1. Labor of Love by Cara Muhlhahn
This author was featured prominently in the documentary film, The Business of Being Born. I highly reccommend this film to anyone who plans on giving birth at some point in the future. We watched it twice. However, I do not highly reccommend this memoir. Cara is a competent, energetic midwife. She has a lot to say about her chosen field. She does not have an entire book’s worth of things to say. Granted, it is a personal memoir, but this is not a book about her practice – it is about Cara’s life journey, which has very little to do with midwifery and, in my opinion, isn’t terribly interesting. Maybe I’m picky, but I didn’t really want The Cara Muhlhan Story. I wanted A Midwife’s Story.
From me, this book will get a C -
2. The Last Summer (of You and Me) by Ann Brashares
Ann Brashares’s first step into the waters of adult fic… but she’s just dipping her toes, don’t worry. The characters – two sisters and their mutual best summer friend, Paul – are in their early twenties, not too far from the Sisters of Those Traveling Pants which are solidly Young Adult. The book takes place on Fire Island, the summer home of their youth, which puts the focus on their younger selves, relating more Stories Past than Stories Present. This is a book teens would like. This is a book that reminds me SO MUCH of one of my all time favorite reads, Summer Sisters – another “adult” book written by a YA author natch. It is similar in setting – Fire Island vs. The Vineyard – and spirit – themes of innocence, first love, loss, and indelible friendship.
This was a good book. But not great.
You get a B.
3. The Art of Simple Food by Alice Waters
This was everything I could want from a cookbook. I like looking at glossy pictures of fancy meals with expensive ingredients as much as the next girl, but whenever I hunker down and cook one, even one of RachRay’s “30 minute” meals, I end up flustered. It just takes too many trips to the store, too many unexpected difficulties, and Too Much Stress! How am I supposed to cook EVERY DAY? Which is where Alice Waters steps in. The first half of this big-honkin’ book is narrative about different meals and ingredients and preparation methods. The second half is recipes. Easy, delicious-sounding recipes, that are S-I-M-P-L-E.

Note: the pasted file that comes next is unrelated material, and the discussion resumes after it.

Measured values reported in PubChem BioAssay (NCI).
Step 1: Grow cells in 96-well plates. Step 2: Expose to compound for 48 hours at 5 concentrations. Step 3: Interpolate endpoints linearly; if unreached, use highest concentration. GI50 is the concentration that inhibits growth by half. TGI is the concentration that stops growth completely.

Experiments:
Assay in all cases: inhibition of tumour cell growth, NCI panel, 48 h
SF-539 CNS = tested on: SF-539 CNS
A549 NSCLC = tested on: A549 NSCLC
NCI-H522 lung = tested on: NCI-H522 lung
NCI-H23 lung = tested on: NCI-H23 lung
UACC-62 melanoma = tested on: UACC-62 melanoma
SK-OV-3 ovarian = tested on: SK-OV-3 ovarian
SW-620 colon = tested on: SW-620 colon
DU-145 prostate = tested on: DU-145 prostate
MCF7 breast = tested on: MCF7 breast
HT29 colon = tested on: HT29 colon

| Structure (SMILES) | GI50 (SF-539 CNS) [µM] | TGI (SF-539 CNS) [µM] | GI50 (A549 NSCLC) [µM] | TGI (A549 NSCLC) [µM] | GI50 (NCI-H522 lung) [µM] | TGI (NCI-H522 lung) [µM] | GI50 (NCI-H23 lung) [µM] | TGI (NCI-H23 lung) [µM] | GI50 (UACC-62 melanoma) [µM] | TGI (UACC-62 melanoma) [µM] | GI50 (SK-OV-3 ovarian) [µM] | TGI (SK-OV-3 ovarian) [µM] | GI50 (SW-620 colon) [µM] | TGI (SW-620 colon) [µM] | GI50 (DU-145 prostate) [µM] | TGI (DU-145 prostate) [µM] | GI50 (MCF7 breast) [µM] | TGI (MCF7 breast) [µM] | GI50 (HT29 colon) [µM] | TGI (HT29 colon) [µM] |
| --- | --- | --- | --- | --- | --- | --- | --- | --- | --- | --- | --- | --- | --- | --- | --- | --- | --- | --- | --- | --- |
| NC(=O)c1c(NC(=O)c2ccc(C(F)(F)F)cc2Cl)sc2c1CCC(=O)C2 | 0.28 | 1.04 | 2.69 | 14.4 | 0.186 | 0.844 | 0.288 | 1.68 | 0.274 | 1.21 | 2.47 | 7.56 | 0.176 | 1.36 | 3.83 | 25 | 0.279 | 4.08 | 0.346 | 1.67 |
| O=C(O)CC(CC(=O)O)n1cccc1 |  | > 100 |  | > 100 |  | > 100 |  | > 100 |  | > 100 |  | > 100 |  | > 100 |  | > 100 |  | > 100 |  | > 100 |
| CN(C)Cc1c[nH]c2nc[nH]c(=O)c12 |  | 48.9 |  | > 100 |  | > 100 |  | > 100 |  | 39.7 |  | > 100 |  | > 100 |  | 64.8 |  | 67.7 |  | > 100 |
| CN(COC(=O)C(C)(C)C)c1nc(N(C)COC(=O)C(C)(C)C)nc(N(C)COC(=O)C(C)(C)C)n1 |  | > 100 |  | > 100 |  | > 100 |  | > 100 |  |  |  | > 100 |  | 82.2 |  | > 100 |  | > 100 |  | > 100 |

I don’t need to know how to make Spanish-Style Chicken with Crispy Chorizo and Chimichurri. I do need to know how to make a white sauce. How to bake bread that actually rises. How to make kale taste delicious. This seems like an awesome wedding gift. I mean, if I don’t get a copy when I get married, I’ll be pissed. Okay, I probably can’t even wait until that hypothetical day of matrimony.
4. The Spectacular Now by Tim Tharp
You’re going to pick up this book, read the first few pages and go “National Book Award Finalist???!! Um. What??!”
This is the smarter, funnier, more subtle older brother of Spanking Shakespeare (my two cents can be found here). Our narrator, Sutter Keely, is a senior slacker, teen alcoholic with a taste for the ladies. He pals around with his pothead best friend, when he’s not busy sipping on a 7&7 or irritating/sexing his voluptuous girlfriend. There are parties. There is romantic drama. There are teenage hijinks. This is not the stuff of a NBA-Winning Novel. But read on, friends, read on. Underneath Keely’s narrative hides The Truth About The World – that life isn’t as hilarious or forgiving as you want it to be, that nothing can cover up your deep pain, and change is not always possible.
The ending broke me in two.
This book deserves its award, and a solid A.
5. Cat’s Cradle by Kurt Vonnegut
This is a book for English majors. For literary analysts, for symbol-lovers, for philosophers.
I am at least one of those, and I am still having trouble finding what to say about this book. I’ll tell you about the part I liked most. You see, the narrator was researching a book. This is his story about his research on the man who invented the atomic bomb. A story about the writing of another, entirely different story. Weird, right? But the even weirder part is that somewhere during his research, our narrator has found a new religion. He peppers his narrative with the words and practices of Bokonon – a religion which the readers have no concept of other than what is presented on the page. Therefore, the book becomes not just a story about a story, but a story about Religion As A Whole. People As A Whole. Life As A Whole.
I didn’t get it. I wanted to get it. I wanted to look up the symbols and the meaning when I was on page 3, because I could tell there would be a lot.
I didn’t get it. But I loved it anyway.
Shouldn’t expect anything less than that from Mr. Vonnegut, right?